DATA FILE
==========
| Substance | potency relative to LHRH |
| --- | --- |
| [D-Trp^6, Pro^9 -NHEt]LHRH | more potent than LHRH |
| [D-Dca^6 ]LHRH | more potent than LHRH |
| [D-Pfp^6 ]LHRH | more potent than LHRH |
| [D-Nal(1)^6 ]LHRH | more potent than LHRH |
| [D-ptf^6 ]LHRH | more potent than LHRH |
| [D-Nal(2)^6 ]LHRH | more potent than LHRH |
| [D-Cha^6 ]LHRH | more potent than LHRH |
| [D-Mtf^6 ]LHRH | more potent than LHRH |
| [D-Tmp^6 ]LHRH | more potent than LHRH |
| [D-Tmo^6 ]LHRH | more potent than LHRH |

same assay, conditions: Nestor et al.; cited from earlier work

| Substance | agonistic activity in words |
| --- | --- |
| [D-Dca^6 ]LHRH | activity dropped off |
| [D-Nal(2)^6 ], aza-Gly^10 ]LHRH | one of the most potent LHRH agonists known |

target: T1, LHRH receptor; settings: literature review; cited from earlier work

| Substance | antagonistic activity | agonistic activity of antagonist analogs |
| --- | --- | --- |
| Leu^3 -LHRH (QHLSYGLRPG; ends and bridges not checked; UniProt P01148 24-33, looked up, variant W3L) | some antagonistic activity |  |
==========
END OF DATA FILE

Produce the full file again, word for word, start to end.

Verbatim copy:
| Substance | potency relative to LHRH |
| --- | --- |
| [D-Trp^6, Pro^9 -NHEt]LHRH | more potent than LHRH |
| [D-Dca^6 ]LHRH | more potent than LHRH |
| [D-Pfp^6 ]LHRH | more potent than LHRH |
| [D-Nal(1)^6 ]LHRH | more potent than LHRH |
| [D-ptf^6 ]LHRH | more potent than LHRH |
| [D-Nal(2)^6 ]LHRH | more potent than LHRH |
| [D-Cha^6 ]LHRH | more potent than LHRH |
| [D-Mtf^6 ]LHRH | more potent than LHRH |
| [D-Tmp^6 ]LHRH | more potent than LHRH |
| [D-Tmo^6 ]LHRH | more potent than LHRH |

same assay, conditions: Nestor et al.; cited from earlier work

| Substance | agonistic activity in words |
| --- | --- |
| [D-Dca^6 ]LHRH | activity dropped off |
| [D-Nal(2)^6 ], aza-Gly^10 ]LHRH | one of the most potent LHRH agonists known |

target: T1, LHRH receptor; settings: literature review; cited from earlier work

| Substance | antagonistic activity | agonistic activity of antagonist analogs |
| --- | --- | --- |
| Leu^3 -LHRH (QHLSYGLRPG; ends and bridges not checked; UniProt P01148 24-33, looked up, variant W3L) | some antagonistic activity |  |